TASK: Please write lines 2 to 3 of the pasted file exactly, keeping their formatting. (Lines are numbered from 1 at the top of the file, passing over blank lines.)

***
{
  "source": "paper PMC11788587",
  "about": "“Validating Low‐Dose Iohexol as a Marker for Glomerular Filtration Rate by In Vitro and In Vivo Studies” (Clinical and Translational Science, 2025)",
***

  "source": "paper PMC11788587",
  "about": "“Validating Low‐Dose Iohexol as a Marker for Glomerular Filtration Rate by In Vitro and In Vivo Studies” (Clinical and Translational Science, 2025)",